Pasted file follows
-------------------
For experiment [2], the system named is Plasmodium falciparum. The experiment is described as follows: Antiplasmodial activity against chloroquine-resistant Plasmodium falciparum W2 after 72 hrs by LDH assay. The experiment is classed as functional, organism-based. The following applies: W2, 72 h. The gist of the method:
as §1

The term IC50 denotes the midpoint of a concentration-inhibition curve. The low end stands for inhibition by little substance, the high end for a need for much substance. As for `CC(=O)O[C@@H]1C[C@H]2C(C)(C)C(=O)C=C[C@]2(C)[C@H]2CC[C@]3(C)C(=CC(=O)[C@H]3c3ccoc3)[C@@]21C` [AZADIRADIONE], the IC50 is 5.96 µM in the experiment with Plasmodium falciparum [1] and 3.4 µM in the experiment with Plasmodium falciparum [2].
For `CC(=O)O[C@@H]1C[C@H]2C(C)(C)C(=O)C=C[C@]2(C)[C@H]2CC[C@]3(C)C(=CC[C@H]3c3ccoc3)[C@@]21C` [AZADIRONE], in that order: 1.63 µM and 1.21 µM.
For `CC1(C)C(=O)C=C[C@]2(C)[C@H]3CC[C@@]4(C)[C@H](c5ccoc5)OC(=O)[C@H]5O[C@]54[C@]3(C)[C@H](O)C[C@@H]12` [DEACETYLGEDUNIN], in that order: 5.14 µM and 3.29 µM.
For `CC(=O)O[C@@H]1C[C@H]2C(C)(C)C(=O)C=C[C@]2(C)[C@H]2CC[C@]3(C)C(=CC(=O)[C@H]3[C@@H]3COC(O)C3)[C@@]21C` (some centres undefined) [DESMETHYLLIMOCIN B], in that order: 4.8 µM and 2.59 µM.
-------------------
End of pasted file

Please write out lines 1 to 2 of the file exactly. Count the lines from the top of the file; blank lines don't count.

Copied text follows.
For experiment [2], the system named is Plasmodium falciparum. The experiment is described as follows: Antiplasmodial activity against chloroquine-resistant Plasmodium falciparum W2 after 72 hrs by LDH assay. The experiment is classed as functional, organism-based. The following applies: W2, 72 h. The gist of the method:
as §1